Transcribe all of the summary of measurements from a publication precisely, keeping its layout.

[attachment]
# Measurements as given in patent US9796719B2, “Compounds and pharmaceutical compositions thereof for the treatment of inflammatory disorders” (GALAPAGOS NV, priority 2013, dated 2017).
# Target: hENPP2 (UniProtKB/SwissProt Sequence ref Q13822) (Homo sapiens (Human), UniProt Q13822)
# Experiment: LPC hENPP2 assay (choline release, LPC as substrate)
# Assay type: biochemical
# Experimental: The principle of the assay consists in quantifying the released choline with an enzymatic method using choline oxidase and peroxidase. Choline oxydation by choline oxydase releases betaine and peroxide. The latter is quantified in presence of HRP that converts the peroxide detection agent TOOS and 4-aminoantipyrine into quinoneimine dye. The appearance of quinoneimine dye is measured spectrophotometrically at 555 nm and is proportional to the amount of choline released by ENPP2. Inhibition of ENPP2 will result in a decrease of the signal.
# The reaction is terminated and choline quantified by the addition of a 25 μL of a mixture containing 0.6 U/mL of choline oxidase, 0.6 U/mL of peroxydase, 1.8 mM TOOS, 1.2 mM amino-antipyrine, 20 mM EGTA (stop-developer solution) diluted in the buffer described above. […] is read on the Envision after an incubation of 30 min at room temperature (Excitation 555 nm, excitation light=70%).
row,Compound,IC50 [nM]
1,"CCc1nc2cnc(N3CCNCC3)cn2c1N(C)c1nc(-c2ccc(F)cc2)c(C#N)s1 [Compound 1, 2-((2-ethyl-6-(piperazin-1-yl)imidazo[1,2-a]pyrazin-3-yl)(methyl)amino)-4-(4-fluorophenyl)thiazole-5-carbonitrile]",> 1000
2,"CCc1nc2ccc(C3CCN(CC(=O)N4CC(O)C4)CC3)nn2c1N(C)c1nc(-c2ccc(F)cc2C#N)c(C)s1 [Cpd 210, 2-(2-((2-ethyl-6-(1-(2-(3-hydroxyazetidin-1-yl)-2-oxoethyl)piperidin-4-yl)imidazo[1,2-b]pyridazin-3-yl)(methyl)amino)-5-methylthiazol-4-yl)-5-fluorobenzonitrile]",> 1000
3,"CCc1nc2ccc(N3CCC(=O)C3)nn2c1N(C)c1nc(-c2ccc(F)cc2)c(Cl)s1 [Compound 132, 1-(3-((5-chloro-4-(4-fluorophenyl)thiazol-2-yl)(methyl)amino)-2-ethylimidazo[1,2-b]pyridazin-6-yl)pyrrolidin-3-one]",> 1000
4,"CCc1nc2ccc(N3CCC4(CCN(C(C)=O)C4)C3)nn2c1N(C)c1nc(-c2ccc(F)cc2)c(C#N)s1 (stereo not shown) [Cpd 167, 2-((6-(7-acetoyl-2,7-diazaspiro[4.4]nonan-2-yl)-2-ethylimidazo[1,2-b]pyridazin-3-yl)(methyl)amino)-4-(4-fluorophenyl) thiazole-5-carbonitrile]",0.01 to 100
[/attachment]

# Measurements as given in patent US9796719B2, “Compounds and pharmaceutical compositions thereof for the treatment of inflammatory disorders” (GALAPAGOS NV, priority 2013, dated 2017).
# Target: hENPP2 (UniProtKB/SwissProt Sequence ref Q13822) (Homo sapiens (Human), UniProt Q13822)
# Experiment: LPC hENPP2 assay (choline release, LPC as substrate)
# Assay type: biochemical
# Experimental: The principle of the assay consists in quantifying the released choline with an enzymatic method using choline oxidase and peroxidase. Choline oxydation by choline oxydase releases betaine and peroxide. The latter is quantified in presence of HRP that converts the peroxide detection agent TOOS and 4-aminoantipyrine into quinoneimine dye. The appearance of quinoneimine dye is measured spectrophotometrically at 555 nm and is proportional to the amount of choline released by ENPP2. Inhibition of ENPP2 will result in a decrease of the signal.
# The reaction is terminated and choline quantified by the addition of a 25 μL of a mixture containing 0.6 U/mL of choline oxidase, 0.6 U/mL of peroxydase, 1.8 mM TOOS, 1.2 mM amino-antipyrine, 20 mM EGTA (stop-developer solution) diluted in the buffer described above. […] is read on the Envision after an incubation of 30 min at room temperature (Excitation 555 nm, excitation light=70%).
row,Compound,IC50 [nM]
1,"CCc1nc2cnc(N3CCNCC3)cn2c1N(C)c1nc(-c2ccc(F)cc2)c(C#N)s1 [Compound 1, 2-((2-ethyl-6-(piperazin-1-yl)imidazo[1,2-a]pyrazin-3-yl)(methyl)amino)-4-(4-fluorophenyl)thiazole-5-carbonitrile]",> 1000
2,"CCc1nc2ccc(C3CCN(CC(=O)N4CC(O)C4)CC3)nn2c1N(C)c1nc(-c2ccc(F)cc2C#N)c(C)s1 [Cpd 210, 2-(2-((2-ethyl-6-(1-(2-(3-hydroxyazetidin-1-yl)-2-oxoethyl)piperidin-4-yl)imidazo[1,2-b]pyridazin-3-yl)(methyl)amino)-5-methylthiazol-4-yl)-5-fluorobenzonitrile]",> 1000
3,"CCc1nc2ccc(N3CCC(=O)C3)nn2c1N(C)c1nc(-c2ccc(F)cc2)c(Cl)s1 [Compound 132, 1-(3-((5-chloro-4-(4-fluorophenyl)thiazol-2-yl)(methyl)amino)-2-ethylimidazo[1,2-b]pyridazin-6-yl)pyrrolidin-3-one]",> 1000
4,"CCc1nc2ccc(N3CCC4(CCN(C(C)=O)C4)C3)nn2c1N(C)c1nc(-c2ccc(F)cc2)c(C#N)s1 (stereo not shown) [Cpd 167, 2-((6-(7-acetoyl-2,7-diazaspiro[4.4]nonan-2-yl)-2-ethylimidazo[1,2-b]pyridazin-3-yl)(methyl)amino)-4-(4-fluorophenyl) thiazole-5-carbonitrile]",0.01 to 100